I Am Frustrated
I am a social worker with over 40 years experience in the field, most of it working with individuals and families with substance use and addictive disorders. I will be posting occasional commentary on substance use and addictions from the viewpoint of a frustrated provider.
All of a sudden, two years ago, there is an “OPIOID CRISIS!!!” The problem with drugs is not new. But now it is a CRISIS!!! As long as the drug problems remained in the inner cities, cities around Massachusetts such as Lynn, Lowell and Chicopee, it wasn’t a crisis. As soon as the problems began to emerge in the suburbs, like Swampscott, Andover and Newton, it became a crisis.
I am frustrated because our President took nine months to declare a CRISIS!!! and then offered no funding or implementation planning to address this.
I am frustrated because some of my colleagues here in Massachusetts studied these problems and offered very thoughtful white papers outlining their complexities and offering solutions. Some of these were published seven years ago and have been ignored.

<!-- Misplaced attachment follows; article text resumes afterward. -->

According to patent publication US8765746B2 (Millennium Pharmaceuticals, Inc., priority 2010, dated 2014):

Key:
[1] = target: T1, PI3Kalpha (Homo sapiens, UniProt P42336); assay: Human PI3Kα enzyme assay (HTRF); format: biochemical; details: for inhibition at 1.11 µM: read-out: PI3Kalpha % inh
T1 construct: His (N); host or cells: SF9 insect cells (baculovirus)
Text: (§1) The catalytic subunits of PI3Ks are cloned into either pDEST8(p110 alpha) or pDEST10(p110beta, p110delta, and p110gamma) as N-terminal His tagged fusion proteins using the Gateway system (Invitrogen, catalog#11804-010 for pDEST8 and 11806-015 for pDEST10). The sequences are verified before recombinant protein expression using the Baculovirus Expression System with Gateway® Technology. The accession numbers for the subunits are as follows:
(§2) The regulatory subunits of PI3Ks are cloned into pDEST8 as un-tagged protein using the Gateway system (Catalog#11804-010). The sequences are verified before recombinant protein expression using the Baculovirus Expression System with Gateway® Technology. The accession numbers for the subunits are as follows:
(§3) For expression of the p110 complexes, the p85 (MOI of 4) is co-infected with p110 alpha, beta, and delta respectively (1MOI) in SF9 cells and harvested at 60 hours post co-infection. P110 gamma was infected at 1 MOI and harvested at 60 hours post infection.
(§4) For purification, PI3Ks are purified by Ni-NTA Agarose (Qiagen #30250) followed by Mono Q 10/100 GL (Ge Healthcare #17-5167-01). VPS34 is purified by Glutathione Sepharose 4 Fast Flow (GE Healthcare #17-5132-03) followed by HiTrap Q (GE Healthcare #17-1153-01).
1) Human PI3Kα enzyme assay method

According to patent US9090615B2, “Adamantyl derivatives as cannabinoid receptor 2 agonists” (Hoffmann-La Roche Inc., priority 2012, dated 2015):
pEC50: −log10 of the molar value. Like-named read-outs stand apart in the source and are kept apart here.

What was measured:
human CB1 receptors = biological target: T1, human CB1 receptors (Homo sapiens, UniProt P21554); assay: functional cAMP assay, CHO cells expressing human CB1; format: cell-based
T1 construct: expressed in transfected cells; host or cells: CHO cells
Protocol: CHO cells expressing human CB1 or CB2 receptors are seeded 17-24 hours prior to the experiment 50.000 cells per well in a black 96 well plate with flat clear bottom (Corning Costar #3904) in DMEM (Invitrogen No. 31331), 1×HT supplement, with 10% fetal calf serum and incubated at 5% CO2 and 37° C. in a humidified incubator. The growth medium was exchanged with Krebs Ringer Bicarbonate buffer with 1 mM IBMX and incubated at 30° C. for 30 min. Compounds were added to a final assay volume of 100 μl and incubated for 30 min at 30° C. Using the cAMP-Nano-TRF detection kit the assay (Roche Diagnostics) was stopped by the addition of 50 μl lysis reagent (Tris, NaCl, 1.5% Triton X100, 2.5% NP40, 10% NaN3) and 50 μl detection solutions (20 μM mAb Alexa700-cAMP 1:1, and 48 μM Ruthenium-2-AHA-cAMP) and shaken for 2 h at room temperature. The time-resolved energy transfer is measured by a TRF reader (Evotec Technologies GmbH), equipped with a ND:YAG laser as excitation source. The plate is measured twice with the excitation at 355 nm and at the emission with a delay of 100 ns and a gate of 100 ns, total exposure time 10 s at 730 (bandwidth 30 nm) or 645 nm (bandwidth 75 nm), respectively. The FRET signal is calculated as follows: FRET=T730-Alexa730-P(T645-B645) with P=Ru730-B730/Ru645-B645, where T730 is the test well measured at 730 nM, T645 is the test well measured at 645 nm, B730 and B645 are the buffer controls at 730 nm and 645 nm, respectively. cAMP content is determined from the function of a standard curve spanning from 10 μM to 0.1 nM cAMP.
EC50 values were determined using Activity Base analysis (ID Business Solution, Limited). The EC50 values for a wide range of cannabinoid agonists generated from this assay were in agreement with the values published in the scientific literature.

I am frustrated because many of the solutions to these problems have been right in front of us for years. We need more long-term treatment beds. Not 30 day programs as 30 days only begins what is at least a 1-3 year process that is only the beginning of recovery from a very complex disorder.
I am frustrated because we need more professional clinicians trained in assessing and treating these challenging diseases. Peers in the self-help groups and now Recovery Coaches are a very helpful and needed part of the equation but co-occurring disorders and unremitting addictions require clinicians trained in professional programs, at a graduate level, to augment the work of the self help groups and Recovery Coaches.
And I am frustrated because last week another kid I knew from The North Shore Recovery High School died. It is the loss of the young ones that is especially frustrating. They have so much promise, so much potential and so little of it is realized when they die at 21, 18,16 and younger.
So I go to work every day and take out my frustration on the disease of addiction. I do everything I can to guide a small team of very dedicated clinicians, some of them in recovery themselves, to help as many as we can, as much as we can.
My friends who have cancer say “Fxxk Cancer”.
I say “Fxxk Addiction”.